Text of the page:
Hyeongdon Moon


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Cross Encoding as Augmentation: Towards Effective Educational Text Classification
Hyun Seung Lee | Seungtaek Choi | Yunsung Lee | Hyeongdon Moon | Shinhyeok Oh | Myeongho Jeong | Hyojun Go | Christian Wallraven
Findings of the Association for Computational Linguistics: ACL 2023

Text classification in education, usually called auto-tagging, is the automated process of assigning relevant tags to educational content, such as questions and textbooks. However, auto-tagging suffers from a data scarcity problem, which stems from two major challenges: 1) it possesses a large tag space and 2) it is multi-label. Though a retrieval approach is reportedly good at low-resource scenarios, there have been fewer efforts to directly address the data scarcity problem. To mitigate these issues, here we propose a novel retrieval approach CEAA that provides effective learning in educational text classification. Our main contributions are as follows: 1) we leverage transfer learning from question-answering datasets, and 2) we propose a simple but effective data augmentation method introducing cross-encoder style texts to a bi-encoder architecture for more efficient inference. An extensive set of experiments shows that our proposed method is effective in multi-label scenarios and low-resource tags compared to state-of-the-art models.

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Evaluation of Question Generation Needs More References
Shinhyeok Oh | Hyojun Go | Hyeongdon Moon | Yunsung Lee | Myeongho Jeong | Hyun Seung Lee | Seungtaek Choi
Findings of the Association for Computational Linguistics: ACL 2023

Question generation (QG) is the task of generating a valid and fluent question based on a given context and the target answer. According to various purposes, even given the same context, instructors can ask questions about different concepts, and even the same concept can be written in different ways. However, the evaluation for QG usually depends on single reference-based similarity metrics, such as n-gram-based metric or learned metric, which is not sufficient to fully evaluate the potential of QG methods. To this end, we propose to paraphrase the reference question for a more robust QG evaluation. Using large language models such as GPT-3, we created semantically and syntactically diverse questions, then adopt the simple aggregation of the popular evaluation metrics as the final scores. Through our experiments, we found that using multiple (pseudo) references is more effective for QG evaluation while showing a higher correlation with human evaluations than evaluation with a single reference.


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Evaluating the Knowledge Dependency of Questions
Hyeongdon Moon | Yoonseok Yang | Hangyeol Yu | Seunghyun Lee | Myeongho Jeong | Juneyoung Park | Jamin Shin | Minsam Kim | Seungtaek Choi
Proceedings of the 2022 Conference on Empirical Methods in Natural Language Processing

The automatic generation of Multiple Choice Questions (MCQ) has the potential to reduce the time educators spend on student assessment significantly. However, existing evaluation metrics for MCQ generation, such as BLEU, ROUGE, and METEOR, focus on the n-gram based similarity of the generated MCQ to the gold sample in the dataset and disregard their educational value. They fail to evaluate the MCQ’s ability to assess the student’s knowledge of the corresponding target fact. To tackle this issue, we propose a novel automatic evaluation metric, coined Knowledge Dependent Answerability (KDA), which measures the MCQ’s answerability given knowledge of the target fact. Specifically, we first show how to measure KDA based on student responses from a human survey. Then, we propose two automatic evaluation metrics, KDA_disc and KDA_cont, that approximate KDA by leveraging pre-trained language models to imitate students’ problem-solving behavior. Through our human studies, we show that KDA_disc and KDA_soft have strong correlations with both (1) KDA and (2) usability in an actual classroom setting, labeled by experts. Furthermore, when combined with n-gram based similarity metrics, KDA_disc and KDA_cont are shown to have a strong predictive power for various expert-labeled MCQ quality measures.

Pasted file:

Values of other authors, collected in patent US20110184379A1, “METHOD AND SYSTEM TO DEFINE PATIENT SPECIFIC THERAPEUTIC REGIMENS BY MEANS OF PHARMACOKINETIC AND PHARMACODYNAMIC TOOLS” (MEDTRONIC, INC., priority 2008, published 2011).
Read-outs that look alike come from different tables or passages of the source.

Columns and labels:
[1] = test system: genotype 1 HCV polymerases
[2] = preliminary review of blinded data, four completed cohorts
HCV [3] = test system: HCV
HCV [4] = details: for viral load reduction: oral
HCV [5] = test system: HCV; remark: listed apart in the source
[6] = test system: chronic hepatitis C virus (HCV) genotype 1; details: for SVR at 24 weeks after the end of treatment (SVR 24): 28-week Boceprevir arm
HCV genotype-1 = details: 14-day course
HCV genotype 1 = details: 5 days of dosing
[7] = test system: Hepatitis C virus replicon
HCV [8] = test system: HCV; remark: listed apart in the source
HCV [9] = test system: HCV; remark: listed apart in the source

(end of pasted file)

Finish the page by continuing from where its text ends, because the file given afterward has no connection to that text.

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Dialogue Summaries as Dialogue States (DS2), Template-Guided Summarization for Few-shot Dialogue State Tracking
Jamin Shin | Hangyeol Yu | Hyeongdon Moon | Andrea Madotto | Juneyoung Park
Findings of the Association for Computational Linguistics: ACL 2022

Annotating task-oriented dialogues is notorious for the expensive and difficult data collection process. Few-shot dialogue state tracking (DST) is a realistic solution to this problem. In this paper, we hypothesize that dialogue summaries are essentially unstructured dialogue states; hence, we propose to reformulate dialogue state tracking as a dialogue summarization problem. To elaborate, we train a text-to-text language model with synthetic template-based dialogue summaries, generated by a set of rules from the dialogue states. Then, the dialogue states can be recovered by inversely applying the summary generation rules. We empirically show that our method DS2 outperforms previous works on few-shot DST in MultiWoZ 2.0 and 2.1, in both cross-domain and multi-domain settings. Our method also exhibits vast speedup during both training and inference as it can generate all states at once. Finally, based on our analysis, we discover that the naturalness of the summary templates plays a key role for successful training.